Trends 7 and 8 – Community and Collaboration

With commoditisation and consumerisation come not only revolutionary changes in enterprise IT but also life-altering changes to the way we interact with the wider world. Gartner predicts that by 2010, 70 percent of the population in developed nations will spend 10 times longer per day interacting with people in the electronic world than in the physical one.

Whereas we once lived in geographically defined communities, this is becoming less true every day. The home is becoming a “docking station” for an extended electronically supported existence. New communities operating on the free-sharing of information are emerging at the expense of conventional advertising and broadcast media. Such network marketing, feeding information on products and services back to prospective purchasers, has been the basis of the move from transactions towards participation and interaction – enabled by a raft of technologies including AJAX but generically referred to as “Web 2.0.”

As people increasingly drive the creation of communities, companies face at least two challenges in this vein: Are they equipped to translate those large and fluid networks of trusted friends into professional contacts and value? How effectively can they set guidelines for workers for interaction across cultures and regions and for privacy and confidentiality in these virtual communities?

Environmentalism and ethical behaviour have been slowly growing issues in business over the last decade. The increasing scope and power of activist communities and their ability to effectively publicise their discoveries means that consumer pressure and the threat of financial damage through disclosure will become a more powerful influence than formalised regulation and governmental intervention. Merely adhering to the letter of the law will no longer be sufficient and consumer pressure will likely judge historical actions by contemporary ethical standards. “Green” credentials, both for enterprises and vendors, will become a critical success factor, accelerating the move towards “Green-IT”.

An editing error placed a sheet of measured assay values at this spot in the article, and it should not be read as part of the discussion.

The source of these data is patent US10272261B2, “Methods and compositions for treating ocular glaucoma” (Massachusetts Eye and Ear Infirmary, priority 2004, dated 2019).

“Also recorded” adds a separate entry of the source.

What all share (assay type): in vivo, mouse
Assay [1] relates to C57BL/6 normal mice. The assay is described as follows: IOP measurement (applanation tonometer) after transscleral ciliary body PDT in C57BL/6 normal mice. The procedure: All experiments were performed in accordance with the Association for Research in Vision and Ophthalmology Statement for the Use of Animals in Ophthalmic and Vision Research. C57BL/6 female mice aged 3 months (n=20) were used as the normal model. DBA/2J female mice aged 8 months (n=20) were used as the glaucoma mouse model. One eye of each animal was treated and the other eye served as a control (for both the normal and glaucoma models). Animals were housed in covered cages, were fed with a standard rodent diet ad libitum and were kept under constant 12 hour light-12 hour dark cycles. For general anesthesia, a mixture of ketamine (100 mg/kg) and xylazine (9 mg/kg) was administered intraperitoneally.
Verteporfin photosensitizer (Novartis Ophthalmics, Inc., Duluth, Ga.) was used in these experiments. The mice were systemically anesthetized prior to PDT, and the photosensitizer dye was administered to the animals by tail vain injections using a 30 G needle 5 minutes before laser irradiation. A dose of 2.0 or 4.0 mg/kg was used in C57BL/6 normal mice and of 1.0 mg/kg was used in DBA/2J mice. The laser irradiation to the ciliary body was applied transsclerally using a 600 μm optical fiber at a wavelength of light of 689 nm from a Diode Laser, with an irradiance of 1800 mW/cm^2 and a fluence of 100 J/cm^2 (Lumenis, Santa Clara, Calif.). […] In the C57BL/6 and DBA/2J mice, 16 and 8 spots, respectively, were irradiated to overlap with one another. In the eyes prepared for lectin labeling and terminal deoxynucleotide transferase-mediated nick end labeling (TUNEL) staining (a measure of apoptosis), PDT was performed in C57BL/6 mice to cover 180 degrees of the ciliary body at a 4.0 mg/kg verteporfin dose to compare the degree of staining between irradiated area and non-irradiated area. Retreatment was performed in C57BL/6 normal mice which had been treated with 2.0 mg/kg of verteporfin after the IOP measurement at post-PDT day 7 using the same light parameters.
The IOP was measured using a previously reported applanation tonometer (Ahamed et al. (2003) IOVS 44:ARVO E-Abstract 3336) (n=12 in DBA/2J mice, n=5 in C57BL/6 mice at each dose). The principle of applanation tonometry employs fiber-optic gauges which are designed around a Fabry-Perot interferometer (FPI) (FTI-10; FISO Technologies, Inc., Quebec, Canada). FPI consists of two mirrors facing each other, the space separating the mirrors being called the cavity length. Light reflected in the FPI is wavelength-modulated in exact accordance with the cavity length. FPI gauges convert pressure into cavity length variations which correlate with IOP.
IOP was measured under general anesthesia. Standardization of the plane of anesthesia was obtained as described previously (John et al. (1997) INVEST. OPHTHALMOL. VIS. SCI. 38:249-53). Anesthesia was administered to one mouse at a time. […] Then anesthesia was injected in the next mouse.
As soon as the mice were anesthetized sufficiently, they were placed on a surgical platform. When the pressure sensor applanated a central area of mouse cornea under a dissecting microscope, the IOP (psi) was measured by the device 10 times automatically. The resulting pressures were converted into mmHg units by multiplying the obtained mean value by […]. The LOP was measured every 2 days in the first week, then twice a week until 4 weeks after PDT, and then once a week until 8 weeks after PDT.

Forward not legacy thinking

Whilst “Green” is an issue that companies need to get to grips with, Gartner said that this is just one of the hurdles to maintaining competitiveness in the new world order brought about by consumerisation. Legacy systems and particularly legacy thinking are the single biggest challenge to transforming business today. A majority of enterprises still operate ageing systems, which consume a majority of their IT budget to maintain.

“The dot.com threat may have been a mirage, but transformational business models enabled by Internet era IT are not,” said Mr. Prentice. “The challenge to established companies comes not from other established players, but from start-up entrepreneurs who will use technology to upset the status quo.”

Gartner’s 10 Year Scenario for IT, Business and Society will be examined in more detail at the Gartner Symposium/ITxpo taking place in Barcelona from 21 to 24 May 2006. For more information please visit www.gartner.com/eu/symposium.

About Gartner:

Gartner, Inc. (NYSE: IT) delivers the technology-related insight necessary for its clients to make the right decisions, every day. Gartner serves 10,000 organizations, including chief information officers and other senior IT executives in corporations and government agencies, as well as technology companies and the investment community. The Company consists of Gartner Research, Gartner Executive Programs, Gartner Consulting and Gartner Events. Founded in 1979, Gartner is headquartered in Stamford, Connecticut, U.S.A., and has 3,700 associates, including 1,200 research analysts and consultants in 75 countries worldwide. For more information, visit http://www.gartner.com.